photo by Miles Pfefferle
by Anushree Nande
First memories are always special, for good or for bad. Colm Tóibín’s ‘A Song’, from Mothers and Sons, was the first short story I really enjoyed. I’d read the occasional piece of short fiction in school and some outside, but there was no proper introduction to the genre until I was given this short story, on the first day of University – his collection having won the inaugural Edge Hill Short Story Prize just a few months before. Little was I to know that I would refer to it many times over the next four years, including in my Masters dissertation for its use of lyrical prose and music as unspoken communication, as well as the power of silence.
As a reader, my instant connection with the story was with its title, and as the story unfolded, so did the connection between the words of the title and the writing style employed by Tóibín. A narrative told in limited third person that unfolds not unlike a song. Introductory chords, initial stanzas that slowly build up to the chorus and the repeat of this structure, all of which is building up to the final crescendo – that point where we expect the glimpse of a revelation, a change.
‘A Song’ is set in Ireland and touches on the relationship between central character Noel and his estranged mother during one short spontaneous meeting. In fact, the mother doesn’t know her son has listened to her performance, and in the end, they don’t meet at all, forget converse. However she is a constant presence, even before her introduction in the pub, starting from the first few lines, when we find out that she is a famous singer:
His singing voice, however, was special, even though it had nothing
of the strength and individuality of his mother’s voice, known to all
of them from one recording made in the early seventies.
Through details interspersed in the narrative, there is a gradual unfolding of Noel’s past with his parents. His mother has run off with her lover when Noel is just nine years old and he has grown up with his birth father. When the story begins in a pub in Clare, a small Irish town, Noel is 28. He knows that his mother, whom he has not been in touch with for 19 years, is in the pub and he doesn’t quite know what to do. His relationship with his father is also revealed to be strained – Noel has recently found out that his mother had written in the early years after she left, but his father had returned each letter without opening it. Not only that, but he also banned Noel’s grandmother, from Galway, from visiting. Noel seems unsure, cautious, trying to maintain a sense of calm though he’s on the verge of barely concealed panic that steadily grows with the narrative itself.
“I’m glad you’re on the soda water. I suppose you know that your
mother is here.” […]
“I do all right,” Noel said, smiling. “There’ll be no beer tonight.”
One of the things that touched me – first as a reader, and then as a writer – is the sheer amount and depth of emotion that Colm Tóibín is able to convey through simple, clear, and very sparse prose. There is an intense physical and psychological distance between the characters in his stories, heightened by the brevity. It would seem that such aching beauty and emotion would be impossible to convey through a seemingly simple and almost clinical writing style, but – through his concision – Toibin conveys more than most writers I’ve read. The emotion pulls you in and briefly makes you part of a moment in the lives of his characters – in this case, a son and his estranged mother. We never really find out whether the mother was aware of Noel’s presence, whether that song was intended to be a peace offering of sorts. Was it an apology for everything she wanted to say but couldn’t without music?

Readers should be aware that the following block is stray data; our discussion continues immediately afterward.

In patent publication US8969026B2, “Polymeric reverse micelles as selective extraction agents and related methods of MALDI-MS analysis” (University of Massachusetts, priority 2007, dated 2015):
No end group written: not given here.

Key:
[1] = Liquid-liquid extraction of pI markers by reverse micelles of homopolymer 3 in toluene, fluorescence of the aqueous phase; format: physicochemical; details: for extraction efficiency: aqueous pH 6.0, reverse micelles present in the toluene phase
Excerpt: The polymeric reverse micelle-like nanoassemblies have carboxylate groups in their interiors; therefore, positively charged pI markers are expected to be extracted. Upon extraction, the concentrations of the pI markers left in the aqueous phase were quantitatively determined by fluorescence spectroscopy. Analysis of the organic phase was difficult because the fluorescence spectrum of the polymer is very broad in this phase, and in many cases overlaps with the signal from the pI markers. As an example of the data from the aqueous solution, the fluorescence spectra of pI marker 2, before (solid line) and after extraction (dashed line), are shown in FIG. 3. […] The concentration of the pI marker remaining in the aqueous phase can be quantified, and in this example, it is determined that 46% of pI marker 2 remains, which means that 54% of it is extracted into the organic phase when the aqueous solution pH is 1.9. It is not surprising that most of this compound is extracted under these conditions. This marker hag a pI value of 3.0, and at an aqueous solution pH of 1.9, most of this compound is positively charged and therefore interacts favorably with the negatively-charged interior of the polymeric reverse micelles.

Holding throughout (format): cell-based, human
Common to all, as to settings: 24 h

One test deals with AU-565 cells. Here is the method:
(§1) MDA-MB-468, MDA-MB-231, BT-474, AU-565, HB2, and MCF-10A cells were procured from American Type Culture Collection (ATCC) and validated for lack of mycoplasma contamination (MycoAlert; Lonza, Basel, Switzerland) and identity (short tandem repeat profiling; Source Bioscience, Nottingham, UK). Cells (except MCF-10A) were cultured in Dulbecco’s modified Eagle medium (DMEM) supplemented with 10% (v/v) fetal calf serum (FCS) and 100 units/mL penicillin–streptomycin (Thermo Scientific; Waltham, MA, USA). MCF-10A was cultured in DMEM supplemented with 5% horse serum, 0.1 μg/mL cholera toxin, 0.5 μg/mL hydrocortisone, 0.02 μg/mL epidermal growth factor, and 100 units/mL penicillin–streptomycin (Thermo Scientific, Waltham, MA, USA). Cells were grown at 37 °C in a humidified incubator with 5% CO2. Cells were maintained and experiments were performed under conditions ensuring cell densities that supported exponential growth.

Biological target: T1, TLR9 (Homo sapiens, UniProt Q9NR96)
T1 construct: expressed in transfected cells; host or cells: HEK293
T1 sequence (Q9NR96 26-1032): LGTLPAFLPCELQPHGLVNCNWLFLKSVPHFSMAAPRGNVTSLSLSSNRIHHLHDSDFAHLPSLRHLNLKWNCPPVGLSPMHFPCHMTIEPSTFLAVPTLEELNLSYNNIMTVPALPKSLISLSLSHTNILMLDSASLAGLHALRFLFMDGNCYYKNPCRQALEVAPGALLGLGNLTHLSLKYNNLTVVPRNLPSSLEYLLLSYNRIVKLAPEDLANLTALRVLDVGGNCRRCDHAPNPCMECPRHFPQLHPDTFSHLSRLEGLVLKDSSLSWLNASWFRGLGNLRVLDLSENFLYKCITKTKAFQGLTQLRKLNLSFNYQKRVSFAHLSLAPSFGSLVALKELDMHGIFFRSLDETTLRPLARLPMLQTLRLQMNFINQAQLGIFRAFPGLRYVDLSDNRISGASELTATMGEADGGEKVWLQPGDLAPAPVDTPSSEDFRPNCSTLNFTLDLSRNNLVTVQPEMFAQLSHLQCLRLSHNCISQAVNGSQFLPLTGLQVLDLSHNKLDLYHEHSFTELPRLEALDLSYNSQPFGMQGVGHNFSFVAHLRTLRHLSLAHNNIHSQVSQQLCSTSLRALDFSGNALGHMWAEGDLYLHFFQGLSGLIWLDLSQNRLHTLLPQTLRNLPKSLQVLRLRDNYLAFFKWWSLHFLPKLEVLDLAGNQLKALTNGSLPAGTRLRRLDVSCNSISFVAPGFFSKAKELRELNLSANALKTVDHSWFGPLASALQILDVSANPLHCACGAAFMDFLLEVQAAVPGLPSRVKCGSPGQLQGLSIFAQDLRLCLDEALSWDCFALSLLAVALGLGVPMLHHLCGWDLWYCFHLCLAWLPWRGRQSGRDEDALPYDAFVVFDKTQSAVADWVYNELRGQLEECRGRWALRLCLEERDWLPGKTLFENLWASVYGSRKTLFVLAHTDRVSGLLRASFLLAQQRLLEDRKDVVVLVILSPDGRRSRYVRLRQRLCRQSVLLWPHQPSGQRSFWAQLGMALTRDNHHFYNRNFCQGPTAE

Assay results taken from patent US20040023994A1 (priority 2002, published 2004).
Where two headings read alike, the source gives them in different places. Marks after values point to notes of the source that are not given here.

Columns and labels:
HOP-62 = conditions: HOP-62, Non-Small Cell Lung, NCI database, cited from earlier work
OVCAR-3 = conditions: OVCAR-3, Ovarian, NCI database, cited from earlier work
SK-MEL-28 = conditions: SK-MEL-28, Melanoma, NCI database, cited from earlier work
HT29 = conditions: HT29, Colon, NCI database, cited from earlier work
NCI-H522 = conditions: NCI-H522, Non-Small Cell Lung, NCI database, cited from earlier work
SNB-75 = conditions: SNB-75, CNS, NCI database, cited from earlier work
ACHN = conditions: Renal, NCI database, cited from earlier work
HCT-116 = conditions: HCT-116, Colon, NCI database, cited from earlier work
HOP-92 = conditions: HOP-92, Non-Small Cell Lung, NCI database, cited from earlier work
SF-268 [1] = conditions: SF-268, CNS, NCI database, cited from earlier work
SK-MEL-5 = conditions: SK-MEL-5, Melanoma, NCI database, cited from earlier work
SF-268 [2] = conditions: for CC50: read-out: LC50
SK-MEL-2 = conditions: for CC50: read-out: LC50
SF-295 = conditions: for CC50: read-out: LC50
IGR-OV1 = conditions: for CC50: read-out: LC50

The song, like many of the old songs, was about unrequited love,
but it was different from most of them in its increasing bitterness.
Soon, it became a song about treachery.
In the end, the song is a lament about despair at losing everything because of love, including God. Noel is instantly overwhelmed by the undeniable power and ease of his mother’s talent – even imagining how he would harmonise around what she was singing – and yet is hesitant to broach wounds that seem only superficially healed. The question of whether it is unspoken communication for the mother is never answered, they don’t even begin to reconcile, and we feel the ache and pain of each character’s ‘unfulfilled dreams’.
Just as the song sung by his mother isolates Noel from everyone else in that pub, so it is with the readers. We are ensnared in their fragile cocoon, forgetting that there are other characters in the story, minor as they may be. Onlookers to what seems like a very private communication between two people who haven’t spoken in 19 years. Even as we strain to listen to the music that jumps off the page as the mother sings, we can never fully understand what is being said, broken, fragmented, emotional. The song is the focal point of the narrative and it’s a very effectively used narrative tool that doesn’t become a device nor deviates from being the subtle glue holding together the rest of the narrative. It’s a powerful few moments and you almost expect a sense of calm as it ends, and yet there is a palpable jitteriness as Noel panics and leaves without saying anything to his mother.
In an interview with S. Alland, Tóibín laughs, saying: “If I was a really good writer, I would have him go up to her and say the right thing, anything, and then the next part would be, ‘The next day they had lunch together.’ ” Instead he ends on a very simple line, in keeping with the rest of the narrative: ‘He turned the car and waited in the darkness for the others to come.’
It’s a typical Tóibín end. There is no explosive epiphany. No change of heart or reversal. No neat tying up of knots. No real closure. Only a deep and haunting longing that stays with you long after the story is over.